Some working families are being locked out of lower cost health insurance options due to a quirk in the Affordable Care Act (ACA) known as the “Family Glitch.” This Family Glitch hinges on the definition of “affordable” employer coverage. Employer coverage is considered affordable if the cost to cover the employee only is less than a specified percentage of the employee’s annual household income (9.66% in 2016) – even if the cost to cover the entire family is much higher, as is typical. Families with access to employer coverage that meets this definition of affordable are prohibited from receiving tax credits to lower the cost of coverage purchased through a health insurance marketplace under the Affordable Care Act. Impacted families are left either paying for relatively expensive health insurance to cover the entire family, or using a patchwork of available options that may still leave certain family members without coverage.
This ACA Spotlight uses national data to compare coverage options and costs for families impacted by the Family Glitch. For affected families, the cost of their employer family coverage is compared against the cost of subsidized coverage purchased through a health insurance marketplace. Additional information is provided regarding family members who qualify for Medicaid or CHIP. See the Methodology section for more information on the data used.
The Affordable Care Act (ACA) includes a set of insurance affordability programs that lower the cost of health coverage for uninsured individuals and families. One of these programs – the premium tax credit – is designed to help individuals and families with incomes above Medicaid and CHIP eligibility thresholds and between 100% and 400% of the federal poverty level.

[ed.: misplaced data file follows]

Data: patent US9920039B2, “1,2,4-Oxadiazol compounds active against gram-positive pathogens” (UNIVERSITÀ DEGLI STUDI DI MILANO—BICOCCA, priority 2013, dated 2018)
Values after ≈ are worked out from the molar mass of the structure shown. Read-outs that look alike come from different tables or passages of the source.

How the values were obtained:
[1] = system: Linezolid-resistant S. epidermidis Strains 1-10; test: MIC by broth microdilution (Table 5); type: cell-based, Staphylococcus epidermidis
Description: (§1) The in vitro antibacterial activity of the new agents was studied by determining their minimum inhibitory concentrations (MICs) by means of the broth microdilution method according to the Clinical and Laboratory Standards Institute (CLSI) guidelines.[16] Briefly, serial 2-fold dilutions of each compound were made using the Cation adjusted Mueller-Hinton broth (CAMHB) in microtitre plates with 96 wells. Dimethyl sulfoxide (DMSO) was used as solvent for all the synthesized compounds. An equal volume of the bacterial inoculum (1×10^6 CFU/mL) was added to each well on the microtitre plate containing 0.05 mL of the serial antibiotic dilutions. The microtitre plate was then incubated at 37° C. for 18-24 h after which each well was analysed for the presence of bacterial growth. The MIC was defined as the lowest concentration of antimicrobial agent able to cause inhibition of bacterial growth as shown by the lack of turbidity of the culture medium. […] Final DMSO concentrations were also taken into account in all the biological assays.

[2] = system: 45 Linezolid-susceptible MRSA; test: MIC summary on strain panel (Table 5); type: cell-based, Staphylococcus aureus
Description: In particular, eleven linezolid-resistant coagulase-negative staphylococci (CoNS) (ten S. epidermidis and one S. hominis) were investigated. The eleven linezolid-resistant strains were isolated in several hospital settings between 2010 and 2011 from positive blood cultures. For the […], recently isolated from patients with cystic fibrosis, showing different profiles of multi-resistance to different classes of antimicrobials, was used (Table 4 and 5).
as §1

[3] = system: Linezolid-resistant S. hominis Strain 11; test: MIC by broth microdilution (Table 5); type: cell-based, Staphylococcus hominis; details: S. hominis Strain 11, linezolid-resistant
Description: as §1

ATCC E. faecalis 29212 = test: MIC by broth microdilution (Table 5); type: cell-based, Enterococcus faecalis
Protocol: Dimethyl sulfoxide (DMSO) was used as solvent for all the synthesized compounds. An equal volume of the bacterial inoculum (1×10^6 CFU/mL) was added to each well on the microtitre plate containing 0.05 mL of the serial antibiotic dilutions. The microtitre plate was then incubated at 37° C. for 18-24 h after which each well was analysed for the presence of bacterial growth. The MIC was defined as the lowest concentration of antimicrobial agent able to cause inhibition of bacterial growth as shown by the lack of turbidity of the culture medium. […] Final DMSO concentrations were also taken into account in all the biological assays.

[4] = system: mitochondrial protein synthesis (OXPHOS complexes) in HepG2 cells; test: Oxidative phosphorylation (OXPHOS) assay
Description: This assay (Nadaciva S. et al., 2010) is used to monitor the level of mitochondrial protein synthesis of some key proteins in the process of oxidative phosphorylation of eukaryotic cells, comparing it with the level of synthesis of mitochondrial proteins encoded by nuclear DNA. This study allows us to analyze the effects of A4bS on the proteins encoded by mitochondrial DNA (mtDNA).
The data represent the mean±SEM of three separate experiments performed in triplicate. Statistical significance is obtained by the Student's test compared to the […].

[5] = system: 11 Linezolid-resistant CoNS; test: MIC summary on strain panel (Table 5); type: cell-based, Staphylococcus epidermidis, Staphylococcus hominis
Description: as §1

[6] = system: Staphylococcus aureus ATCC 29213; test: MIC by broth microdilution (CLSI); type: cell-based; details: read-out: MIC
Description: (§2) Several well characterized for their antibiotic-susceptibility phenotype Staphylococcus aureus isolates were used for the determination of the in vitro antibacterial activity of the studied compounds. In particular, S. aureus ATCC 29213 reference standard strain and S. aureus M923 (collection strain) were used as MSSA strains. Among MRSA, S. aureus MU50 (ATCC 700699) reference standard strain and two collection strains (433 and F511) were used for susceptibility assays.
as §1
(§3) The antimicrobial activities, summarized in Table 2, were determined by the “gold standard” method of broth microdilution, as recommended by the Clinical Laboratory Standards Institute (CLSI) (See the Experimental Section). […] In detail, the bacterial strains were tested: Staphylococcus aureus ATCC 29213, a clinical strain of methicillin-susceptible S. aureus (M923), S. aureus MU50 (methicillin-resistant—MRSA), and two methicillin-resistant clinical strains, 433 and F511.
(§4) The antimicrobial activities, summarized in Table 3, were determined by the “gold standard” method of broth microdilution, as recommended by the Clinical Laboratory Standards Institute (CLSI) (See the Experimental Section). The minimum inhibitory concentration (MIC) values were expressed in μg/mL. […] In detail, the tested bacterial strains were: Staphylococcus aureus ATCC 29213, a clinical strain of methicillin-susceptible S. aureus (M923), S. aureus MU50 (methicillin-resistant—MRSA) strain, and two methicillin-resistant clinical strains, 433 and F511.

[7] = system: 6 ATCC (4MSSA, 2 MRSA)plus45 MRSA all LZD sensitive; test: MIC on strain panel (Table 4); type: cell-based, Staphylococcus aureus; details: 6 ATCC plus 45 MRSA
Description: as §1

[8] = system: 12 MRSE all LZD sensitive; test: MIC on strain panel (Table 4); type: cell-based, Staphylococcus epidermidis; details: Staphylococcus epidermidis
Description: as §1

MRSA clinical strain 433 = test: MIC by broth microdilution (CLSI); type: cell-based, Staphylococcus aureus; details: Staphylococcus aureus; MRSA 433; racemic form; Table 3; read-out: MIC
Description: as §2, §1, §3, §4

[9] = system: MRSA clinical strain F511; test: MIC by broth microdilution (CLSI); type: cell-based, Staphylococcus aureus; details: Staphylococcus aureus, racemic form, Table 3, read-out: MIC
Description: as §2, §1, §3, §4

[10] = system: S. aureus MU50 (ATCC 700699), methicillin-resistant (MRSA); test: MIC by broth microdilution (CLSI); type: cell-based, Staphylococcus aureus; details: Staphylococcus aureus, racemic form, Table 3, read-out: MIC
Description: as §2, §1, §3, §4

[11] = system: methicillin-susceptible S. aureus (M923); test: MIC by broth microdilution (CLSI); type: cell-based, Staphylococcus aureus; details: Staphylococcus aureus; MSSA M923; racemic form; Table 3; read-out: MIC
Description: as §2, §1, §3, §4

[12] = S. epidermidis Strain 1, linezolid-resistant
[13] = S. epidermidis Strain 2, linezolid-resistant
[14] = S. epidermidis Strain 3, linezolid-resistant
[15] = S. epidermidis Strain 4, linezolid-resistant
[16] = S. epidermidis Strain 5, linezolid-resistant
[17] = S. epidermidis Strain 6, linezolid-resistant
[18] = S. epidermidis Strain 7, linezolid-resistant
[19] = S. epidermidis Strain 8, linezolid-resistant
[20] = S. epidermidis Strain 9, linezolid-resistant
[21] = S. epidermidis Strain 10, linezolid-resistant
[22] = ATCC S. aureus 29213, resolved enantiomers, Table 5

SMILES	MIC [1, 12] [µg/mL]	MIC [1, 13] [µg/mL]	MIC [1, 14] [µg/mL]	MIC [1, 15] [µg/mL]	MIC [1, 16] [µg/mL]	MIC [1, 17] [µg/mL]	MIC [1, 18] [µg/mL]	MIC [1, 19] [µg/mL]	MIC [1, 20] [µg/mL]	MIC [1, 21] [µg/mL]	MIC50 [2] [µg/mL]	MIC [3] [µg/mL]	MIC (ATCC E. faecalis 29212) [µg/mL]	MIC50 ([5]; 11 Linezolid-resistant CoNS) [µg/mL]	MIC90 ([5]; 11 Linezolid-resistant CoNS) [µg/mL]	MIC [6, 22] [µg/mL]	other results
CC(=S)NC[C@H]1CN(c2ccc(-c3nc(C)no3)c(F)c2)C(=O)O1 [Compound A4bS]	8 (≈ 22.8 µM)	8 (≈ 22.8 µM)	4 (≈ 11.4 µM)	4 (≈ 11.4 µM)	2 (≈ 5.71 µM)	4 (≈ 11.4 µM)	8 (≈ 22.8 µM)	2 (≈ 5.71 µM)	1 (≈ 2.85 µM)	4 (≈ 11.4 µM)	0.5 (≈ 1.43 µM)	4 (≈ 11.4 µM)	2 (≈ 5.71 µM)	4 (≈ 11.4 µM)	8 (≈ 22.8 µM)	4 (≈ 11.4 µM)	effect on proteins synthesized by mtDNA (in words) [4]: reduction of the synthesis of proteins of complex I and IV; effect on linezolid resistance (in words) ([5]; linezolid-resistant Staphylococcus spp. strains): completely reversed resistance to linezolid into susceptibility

Consumers are only eligible for the premium tax credit if they do not have other adequate and affordable health coverage options available, whether through public health coverage programs like Medicaid or CHIP, or through an employer. Internal Revenue Service (IRS) regulations under the ACA define employer coverage as affordable if the employee’s contribution to the annual premium costs for employer self-only coverage is 9.66% or less of annual household income. Coverage that meets this test is considered affordable for the entire family, even if the employee’s contribution to the annual premium costs for employer family coverage is more than 9.66% of the family’s annual household income.
Employer coverage is typically more expensive for a family than a single employee. In 2014, an employee’s annual contribution for employer coverage averaged $1,234 for self-only coverage and $4,518 for family coverage. Under the Family Glitch, this average employer coverage would be considered affordable for a family with an annual income above $12,774 in 2016. Yet at that income level, the family would pay 35% of their income to enroll their entire family in the employer coverage.
Estimates of the number of people impacted by the Family Glitch range from two to four million. Children affected by the Family Glitch are often eligible for Medicaid or CHIP, but adults often are not. Those who are ineligible for public coverage face the choice of either paying more than 9.66% of their annual household income for employer family coverage or unsubsidized marketplace coverage (marketplace coverage without a premium tax credit), or using multiple available options that sometimes still leave certain family members uninsured. For example, a three-person family with two adults and one child that is subject to the Family Glitch might choose to enroll the working adult in self-only coverage through his or her employer, enroll the child in CHIP if eligible, and have the other adult remain uninsured. If both the lowest cost bronze-level marketplace coverage or employer self-only coverage available to that adult would cost more than 8.13% of the family’s annual household income (in 2016), then he or she not have to pay a penalty for failing to enroll in coverage.